- It so happened that Ukraine is currently the main driver of the expansion process. Probably, some countries of the Balkan region also had the opportunity to move to a new level of practical interaction with the EU in the matter of integration. I believe that there should not be any jealousy in their attitude towards Ukraine's progress; on the contrary – we expect Ukraine's support in this process. Accordingly, we are ready to back the efforts of our Balkan partners and take advantage of their experience already gained in the process of integration. In some areas, we can also show something. Therefore, I think it should be a mutually beneficial and joint process. We must overcome all obstacles and barriers together, not create any artificial preconditions ourselves. It is worth avoiding any politicization of the entire process of European integration and focusing on practical achievements.

Of course, there is always a powerful political element in EU enlargement processes, as it is always a geopolitical decision. But each country should be evaluated according to its own achievements, based on a "merit-based approach". This is clear to all candidate countries, no one opposes this principle. Reforms are not implemented just for reporting – the state needs them. Today, we see no obstacles that could stand in the way of a positive decision by the European Commission.

In the summer, when the issue of granting Ukraine the status of a candidate country was decided, EU leaders found a balanced solution. I think this approach will also be taken when discussing the next stage of our progress toward membership. Here, each party can and should protect its interest, both Ukraine and the European Union. All the waves of enlargement only strengthened the EU and brought economic benefits, even to those countries that opposed such enlargement. That's how it should be here.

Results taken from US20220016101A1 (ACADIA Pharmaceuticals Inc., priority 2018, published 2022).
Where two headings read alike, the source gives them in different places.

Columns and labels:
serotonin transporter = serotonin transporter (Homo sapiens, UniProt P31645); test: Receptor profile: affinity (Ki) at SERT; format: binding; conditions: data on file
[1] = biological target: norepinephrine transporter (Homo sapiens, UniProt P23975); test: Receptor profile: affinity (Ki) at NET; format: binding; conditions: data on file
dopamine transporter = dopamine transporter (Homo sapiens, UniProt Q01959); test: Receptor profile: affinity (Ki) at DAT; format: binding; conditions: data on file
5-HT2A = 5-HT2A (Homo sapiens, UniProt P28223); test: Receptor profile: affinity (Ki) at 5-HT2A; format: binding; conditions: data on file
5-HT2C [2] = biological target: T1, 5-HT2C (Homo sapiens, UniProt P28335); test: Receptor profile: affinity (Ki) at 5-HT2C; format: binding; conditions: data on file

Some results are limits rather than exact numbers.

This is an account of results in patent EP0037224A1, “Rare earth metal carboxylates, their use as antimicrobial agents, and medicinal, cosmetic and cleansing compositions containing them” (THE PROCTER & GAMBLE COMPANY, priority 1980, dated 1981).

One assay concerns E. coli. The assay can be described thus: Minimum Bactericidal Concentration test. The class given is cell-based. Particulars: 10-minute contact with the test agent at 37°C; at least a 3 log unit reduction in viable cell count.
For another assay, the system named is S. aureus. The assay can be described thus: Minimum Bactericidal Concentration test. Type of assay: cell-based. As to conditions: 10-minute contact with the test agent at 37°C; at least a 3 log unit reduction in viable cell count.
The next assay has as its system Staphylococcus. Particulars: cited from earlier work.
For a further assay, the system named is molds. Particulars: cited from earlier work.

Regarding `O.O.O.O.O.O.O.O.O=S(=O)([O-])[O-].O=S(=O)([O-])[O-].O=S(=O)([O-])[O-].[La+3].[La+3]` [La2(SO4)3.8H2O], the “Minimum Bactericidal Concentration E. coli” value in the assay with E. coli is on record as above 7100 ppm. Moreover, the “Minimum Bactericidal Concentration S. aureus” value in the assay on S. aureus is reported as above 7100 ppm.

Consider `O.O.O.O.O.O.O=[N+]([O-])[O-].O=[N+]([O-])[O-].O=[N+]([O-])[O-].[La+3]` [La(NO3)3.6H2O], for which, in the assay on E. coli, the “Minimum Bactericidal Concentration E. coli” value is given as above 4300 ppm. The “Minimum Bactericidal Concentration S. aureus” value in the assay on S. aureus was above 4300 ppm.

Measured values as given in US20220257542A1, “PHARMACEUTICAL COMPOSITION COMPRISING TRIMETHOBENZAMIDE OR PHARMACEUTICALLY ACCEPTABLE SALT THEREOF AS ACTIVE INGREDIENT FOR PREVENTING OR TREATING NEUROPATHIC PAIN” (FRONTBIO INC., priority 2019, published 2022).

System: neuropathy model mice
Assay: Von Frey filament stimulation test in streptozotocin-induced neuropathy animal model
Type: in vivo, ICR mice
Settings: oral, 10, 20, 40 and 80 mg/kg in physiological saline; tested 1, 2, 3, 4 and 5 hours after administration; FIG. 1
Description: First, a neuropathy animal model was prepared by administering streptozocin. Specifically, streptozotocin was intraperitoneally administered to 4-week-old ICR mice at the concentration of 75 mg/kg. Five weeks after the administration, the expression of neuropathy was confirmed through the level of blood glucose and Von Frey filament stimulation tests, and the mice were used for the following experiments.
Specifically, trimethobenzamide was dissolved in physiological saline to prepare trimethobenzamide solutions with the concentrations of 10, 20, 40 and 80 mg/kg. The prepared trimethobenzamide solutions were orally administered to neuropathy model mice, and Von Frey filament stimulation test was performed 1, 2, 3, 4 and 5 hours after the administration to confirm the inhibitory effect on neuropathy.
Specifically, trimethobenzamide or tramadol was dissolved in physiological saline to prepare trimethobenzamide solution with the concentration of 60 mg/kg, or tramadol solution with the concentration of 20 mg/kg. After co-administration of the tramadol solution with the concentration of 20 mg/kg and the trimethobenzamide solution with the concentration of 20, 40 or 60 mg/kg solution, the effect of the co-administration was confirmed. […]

- The war has already caused Ukraine enormous destruction. We have seen international conferences on future recovery, notably in Lugano and Berlin. Was it possible to form a joint approach to the post-war reconstruction of Ukraine based on their outcome?

- Since we are talking in Brussels, it’s logical to mention Ukraine and the EU in matters of recovery. But the circle of actors in this process isn’t limited to these two parties. The circle includes the G7 countries and international financial institutions, such as the World Bank. But, of course, the European Union and European Commission will objectively play a special role in the reconstruction process. This process, in a broad sense, is very closely connected with reforming the economy and social institutions, and with the entire process of expansion. Therefore, the European Commission, in particular the Directorate General of DG NEAR, where a special group for Ukraine support has been created, will perform, together with Ukraine, the role of the secretariat of the common donor platform and will contribute to coordinating these efforts.